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Comparing the Optical Properties of Soft Contact Lenses On and Off the Eye

Kollbaum, Pete S.*; Bradley, Arthur; Thibos, Larry N.

doi: 10.1097/01.opx.0000434275.93435.da
Original Articles

Purpose The purpose of the current study was to examine the on- and off-eye optical performance of two types of soft contact lenses (hydrogel and silicone hydrogel).

Methods The monochromatic aberrations (λ = 850 nm) of contact lenses were measured on-eye using a clinical Shack-Hartmann ocular aberrometer. In addition, we used an off-eye single-pass contact lens aberrometer (λ = 540 nm) in which the soft contact lens was placed within a wet cell. Comparison of the lower and higher order aberrations measured with these two methods required compensation for different wavelengths and knowledge of the refractive index of the contact lens materials.

Results The measured on-eye sphere and spherical aberration values were generally similar to those measured off-eye and those specified by the lens manufacturers for both types of soft contact lenses. However, there were notable differences, especially for high plus-powered lenses, which typically exhibited lower sphere power on the eye than expected from the lens specifications and from the off-eye measured powers, both of which were almost identical. Longitudinal spherical aberration varied with lens power in the hydrogel lenses, as expected from geometric optics theory. Longitudinal spherical aberration measurements on- and off-eye, however, deviated significantly from that expected of a thin lens with spherical surfaces due to surface asphericities. The difference between on- and off-eye optics can be modeled as a tear lens or as relative lens thickness changes caused by lens flexure.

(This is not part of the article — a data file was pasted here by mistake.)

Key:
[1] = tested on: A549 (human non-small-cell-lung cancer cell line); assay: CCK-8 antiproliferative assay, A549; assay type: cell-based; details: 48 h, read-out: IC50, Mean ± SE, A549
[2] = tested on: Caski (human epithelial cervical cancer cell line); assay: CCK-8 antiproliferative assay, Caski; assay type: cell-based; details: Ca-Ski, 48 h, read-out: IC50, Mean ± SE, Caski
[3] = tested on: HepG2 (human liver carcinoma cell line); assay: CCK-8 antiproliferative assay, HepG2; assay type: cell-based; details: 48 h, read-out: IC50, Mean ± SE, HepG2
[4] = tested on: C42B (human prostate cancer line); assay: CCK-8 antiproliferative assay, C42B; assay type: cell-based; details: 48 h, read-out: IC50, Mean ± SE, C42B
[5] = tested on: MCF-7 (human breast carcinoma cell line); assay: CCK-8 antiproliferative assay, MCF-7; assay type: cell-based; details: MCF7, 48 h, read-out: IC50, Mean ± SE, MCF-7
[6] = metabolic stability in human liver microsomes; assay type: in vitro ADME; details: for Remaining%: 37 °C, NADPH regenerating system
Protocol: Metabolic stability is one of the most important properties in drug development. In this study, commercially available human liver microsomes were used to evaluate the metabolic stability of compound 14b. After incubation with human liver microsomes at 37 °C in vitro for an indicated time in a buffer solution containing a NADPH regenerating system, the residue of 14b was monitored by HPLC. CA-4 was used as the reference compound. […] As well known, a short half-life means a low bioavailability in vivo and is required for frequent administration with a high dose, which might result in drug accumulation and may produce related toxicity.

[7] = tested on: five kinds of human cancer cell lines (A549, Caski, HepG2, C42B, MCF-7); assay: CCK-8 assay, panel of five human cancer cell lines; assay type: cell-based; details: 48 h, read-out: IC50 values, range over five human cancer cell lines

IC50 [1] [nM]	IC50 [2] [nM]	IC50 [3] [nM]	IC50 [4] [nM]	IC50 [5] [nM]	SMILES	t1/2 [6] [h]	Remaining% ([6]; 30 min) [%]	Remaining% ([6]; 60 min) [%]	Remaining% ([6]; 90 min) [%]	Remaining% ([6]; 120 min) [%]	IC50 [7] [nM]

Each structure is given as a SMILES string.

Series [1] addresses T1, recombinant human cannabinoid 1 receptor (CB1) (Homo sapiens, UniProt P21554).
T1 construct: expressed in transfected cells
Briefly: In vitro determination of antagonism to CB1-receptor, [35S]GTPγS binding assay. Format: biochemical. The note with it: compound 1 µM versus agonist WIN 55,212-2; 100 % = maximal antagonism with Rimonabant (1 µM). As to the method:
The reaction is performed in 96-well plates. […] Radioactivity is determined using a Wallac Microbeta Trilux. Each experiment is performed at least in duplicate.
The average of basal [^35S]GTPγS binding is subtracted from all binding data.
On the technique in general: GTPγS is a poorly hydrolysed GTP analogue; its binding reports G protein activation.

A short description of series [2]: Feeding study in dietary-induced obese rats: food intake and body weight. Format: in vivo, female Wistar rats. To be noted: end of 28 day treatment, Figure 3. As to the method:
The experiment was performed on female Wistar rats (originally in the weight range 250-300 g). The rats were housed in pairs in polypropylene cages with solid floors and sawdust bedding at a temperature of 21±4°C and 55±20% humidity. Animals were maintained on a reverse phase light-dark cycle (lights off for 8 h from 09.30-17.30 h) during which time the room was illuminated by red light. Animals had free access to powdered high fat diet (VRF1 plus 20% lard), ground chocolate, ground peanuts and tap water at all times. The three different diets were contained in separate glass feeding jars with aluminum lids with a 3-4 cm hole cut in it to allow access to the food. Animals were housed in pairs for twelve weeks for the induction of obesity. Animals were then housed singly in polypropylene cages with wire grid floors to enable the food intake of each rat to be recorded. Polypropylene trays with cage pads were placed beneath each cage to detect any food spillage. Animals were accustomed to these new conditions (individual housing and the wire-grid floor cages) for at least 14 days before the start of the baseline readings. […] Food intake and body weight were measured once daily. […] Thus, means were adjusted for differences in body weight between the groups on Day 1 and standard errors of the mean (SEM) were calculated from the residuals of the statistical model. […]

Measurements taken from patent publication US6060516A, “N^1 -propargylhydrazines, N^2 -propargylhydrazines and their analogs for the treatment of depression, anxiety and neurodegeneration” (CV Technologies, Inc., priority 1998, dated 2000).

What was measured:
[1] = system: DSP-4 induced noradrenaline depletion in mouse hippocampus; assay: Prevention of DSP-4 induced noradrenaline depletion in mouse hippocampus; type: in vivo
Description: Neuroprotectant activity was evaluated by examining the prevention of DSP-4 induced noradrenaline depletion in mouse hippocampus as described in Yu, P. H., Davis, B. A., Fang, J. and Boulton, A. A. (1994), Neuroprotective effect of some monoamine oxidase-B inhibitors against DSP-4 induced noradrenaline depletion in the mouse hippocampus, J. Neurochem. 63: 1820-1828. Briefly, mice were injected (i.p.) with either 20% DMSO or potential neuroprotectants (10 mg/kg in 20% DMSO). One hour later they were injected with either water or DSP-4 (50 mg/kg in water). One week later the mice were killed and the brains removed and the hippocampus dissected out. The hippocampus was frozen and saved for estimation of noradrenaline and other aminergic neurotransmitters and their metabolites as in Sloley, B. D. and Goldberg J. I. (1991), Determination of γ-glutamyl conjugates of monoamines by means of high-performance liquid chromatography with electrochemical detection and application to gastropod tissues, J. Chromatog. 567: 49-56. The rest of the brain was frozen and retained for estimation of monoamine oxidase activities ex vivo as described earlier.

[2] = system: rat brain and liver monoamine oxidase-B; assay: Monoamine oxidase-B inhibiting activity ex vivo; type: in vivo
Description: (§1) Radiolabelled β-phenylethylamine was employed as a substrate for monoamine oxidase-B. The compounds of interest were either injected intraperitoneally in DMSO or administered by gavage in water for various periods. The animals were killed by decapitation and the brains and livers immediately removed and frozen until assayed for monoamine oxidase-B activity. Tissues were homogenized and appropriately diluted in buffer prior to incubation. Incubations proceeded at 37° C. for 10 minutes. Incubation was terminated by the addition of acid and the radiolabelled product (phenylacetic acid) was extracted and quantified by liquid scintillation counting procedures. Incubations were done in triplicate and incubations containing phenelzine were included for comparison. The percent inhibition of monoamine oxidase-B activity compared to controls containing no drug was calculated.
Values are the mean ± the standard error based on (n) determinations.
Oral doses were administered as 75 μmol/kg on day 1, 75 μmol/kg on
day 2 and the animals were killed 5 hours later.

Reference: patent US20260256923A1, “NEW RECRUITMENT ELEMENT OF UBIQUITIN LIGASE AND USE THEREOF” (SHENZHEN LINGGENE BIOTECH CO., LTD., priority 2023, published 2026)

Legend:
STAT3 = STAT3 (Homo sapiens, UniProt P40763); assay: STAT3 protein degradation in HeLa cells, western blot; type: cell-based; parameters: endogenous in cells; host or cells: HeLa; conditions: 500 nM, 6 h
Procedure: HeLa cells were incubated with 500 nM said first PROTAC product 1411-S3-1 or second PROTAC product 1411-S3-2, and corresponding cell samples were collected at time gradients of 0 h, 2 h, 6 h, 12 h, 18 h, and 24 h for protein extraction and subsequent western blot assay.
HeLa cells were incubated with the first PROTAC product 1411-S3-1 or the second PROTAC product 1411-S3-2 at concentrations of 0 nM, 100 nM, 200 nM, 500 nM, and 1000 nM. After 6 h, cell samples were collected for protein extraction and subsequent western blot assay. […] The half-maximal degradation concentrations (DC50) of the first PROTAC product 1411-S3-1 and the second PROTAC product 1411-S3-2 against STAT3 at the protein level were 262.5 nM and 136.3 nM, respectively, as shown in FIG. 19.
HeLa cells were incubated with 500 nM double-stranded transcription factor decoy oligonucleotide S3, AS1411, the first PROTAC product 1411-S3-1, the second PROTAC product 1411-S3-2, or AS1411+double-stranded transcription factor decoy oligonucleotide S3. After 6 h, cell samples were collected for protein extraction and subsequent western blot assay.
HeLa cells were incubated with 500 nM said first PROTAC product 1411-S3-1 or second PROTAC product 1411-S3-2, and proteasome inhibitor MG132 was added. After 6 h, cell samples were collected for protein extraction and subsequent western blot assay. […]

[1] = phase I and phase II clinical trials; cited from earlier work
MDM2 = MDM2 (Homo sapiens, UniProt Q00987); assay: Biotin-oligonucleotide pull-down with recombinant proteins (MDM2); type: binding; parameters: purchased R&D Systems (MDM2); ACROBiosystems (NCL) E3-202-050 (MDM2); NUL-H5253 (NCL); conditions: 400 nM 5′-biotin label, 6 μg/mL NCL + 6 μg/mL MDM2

Conclusions The results of the current study reveal that the major difference between the on-eye lens optics and the manufacturers’ specifications is not due to lens errors but due to eye-lens interactions, which could be either lens flexure or a tear lens forming behind the soft contact lens.

*OD, PhD, FAAO

PhD

School of Optometry, Indiana University, Bloomington, Indiana.

Pete S. Kollbaum, School of Optometry, Indiana University, 800 E Atwater Ave, Bloomington, IN 47405 kollbaum@indiana.edu

© 2013 American Academy of Optometry